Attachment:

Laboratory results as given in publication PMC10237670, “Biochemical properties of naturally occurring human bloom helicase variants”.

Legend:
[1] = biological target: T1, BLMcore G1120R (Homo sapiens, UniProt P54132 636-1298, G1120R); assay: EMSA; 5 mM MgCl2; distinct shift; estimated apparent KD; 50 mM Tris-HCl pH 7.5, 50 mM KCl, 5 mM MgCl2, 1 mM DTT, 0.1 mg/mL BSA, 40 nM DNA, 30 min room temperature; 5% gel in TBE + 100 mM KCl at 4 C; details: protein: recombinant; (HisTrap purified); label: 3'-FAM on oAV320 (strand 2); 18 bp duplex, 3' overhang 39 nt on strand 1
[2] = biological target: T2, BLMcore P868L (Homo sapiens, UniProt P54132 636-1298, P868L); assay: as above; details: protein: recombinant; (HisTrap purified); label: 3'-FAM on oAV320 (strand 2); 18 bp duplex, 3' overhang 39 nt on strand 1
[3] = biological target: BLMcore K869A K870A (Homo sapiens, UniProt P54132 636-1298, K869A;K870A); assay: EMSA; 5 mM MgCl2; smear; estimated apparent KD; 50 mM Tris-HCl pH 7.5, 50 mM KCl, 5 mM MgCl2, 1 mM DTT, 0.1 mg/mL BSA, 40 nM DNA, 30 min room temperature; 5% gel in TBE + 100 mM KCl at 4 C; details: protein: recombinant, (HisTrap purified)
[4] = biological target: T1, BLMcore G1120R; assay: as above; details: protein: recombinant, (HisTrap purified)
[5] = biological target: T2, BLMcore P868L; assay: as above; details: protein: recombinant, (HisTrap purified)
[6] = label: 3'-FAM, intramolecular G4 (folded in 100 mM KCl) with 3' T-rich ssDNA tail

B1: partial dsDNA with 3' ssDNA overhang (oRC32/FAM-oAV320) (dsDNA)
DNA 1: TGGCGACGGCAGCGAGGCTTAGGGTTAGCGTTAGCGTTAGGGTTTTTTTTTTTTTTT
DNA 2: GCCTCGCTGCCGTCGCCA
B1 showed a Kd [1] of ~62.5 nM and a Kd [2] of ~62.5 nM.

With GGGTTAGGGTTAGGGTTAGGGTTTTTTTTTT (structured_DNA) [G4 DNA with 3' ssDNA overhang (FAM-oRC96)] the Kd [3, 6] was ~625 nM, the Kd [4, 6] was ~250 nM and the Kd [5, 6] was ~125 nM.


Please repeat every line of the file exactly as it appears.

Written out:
Laboratory results as given in publication PMC10237670, “Biochemical properties of naturally occurring human bloom helicase variants”.

Legend:
[1] = biological target: T1, BLMcore G1120R (Homo sapiens, UniProt P54132 636-1298, G1120R); assay: EMSA; 5 mM MgCl2; distinct shift; estimated apparent KD; 50 mM Tris-HCl pH 7.5, 50 mM KCl, 5 mM MgCl2, 1 mM DTT, 0.1 mg/mL BSA, 40 nM DNA, 30 min room temperature; 5% gel in TBE + 100 mM KCl at 4 C; details: protein: recombinant; (HisTrap purified); label: 3'-FAM on oAV320 (strand 2); 18 bp duplex, 3' overhang 39 nt on strand 1
[2] = biological target: T2, BLMcore P868L (Homo sapiens, UniProt P54132 636-1298, P868L); assay: as above; details: protein: recombinant; (HisTrap purified); label: 3'-FAM on oAV320 (strand 2); 18 bp duplex, 3' overhang 39 nt on strand 1
[3] = biological target: BLMcore K869A K870A (Homo sapiens, UniProt P54132 636-1298, K869A;K870A); assay: EMSA; 5 mM MgCl2; smear; estimated apparent KD; 50 mM Tris-HCl pH 7.5, 50 mM KCl, 5 mM MgCl2, 1 mM DTT, 0.1 mg/mL BSA, 40 nM DNA, 30 min room temperature; 5% gel in TBE + 100 mM KCl at 4 C; details: protein: recombinant, (HisTrap purified)
[4] = biological target: T1, BLMcore G1120R; assay: as above; details: protein: recombinant, (HisTrap purified)
[5] = biological target: T2, BLMcore P868L; assay: as above; details: protein: recombinant, (HisTrap purified)
[6] = label: 3'-FAM, intramolecular G4 (folded in 100 mM KCl) with 3' T-rich ssDNA tail

B1: partial dsDNA with 3' ssDNA overhang (oRC32/FAM-oAV320) (dsDNA)
DNA 1: TGGCGACGGCAGCGAGGCTTAGGGTTAGCGTTAGCGTTAGGGTTTTTTTTTTTTTTT
DNA 2: GCCTCGCTGCCGTCGCCA
B1 showed a Kd [1] of ~62.5 nM and a Kd [2] of ~62.5 nM.

With GGGTTAGGGTTAGGGTTAGGGTTTTTTTTTT (structured_DNA) [G4 DNA with 3' ssDNA overhang (FAM-oRC96)] the Kd [3, 6] was ~625 nM, the Kd [4, 6] was ~250 nM and the Kd [5, 6] was ~125 nM.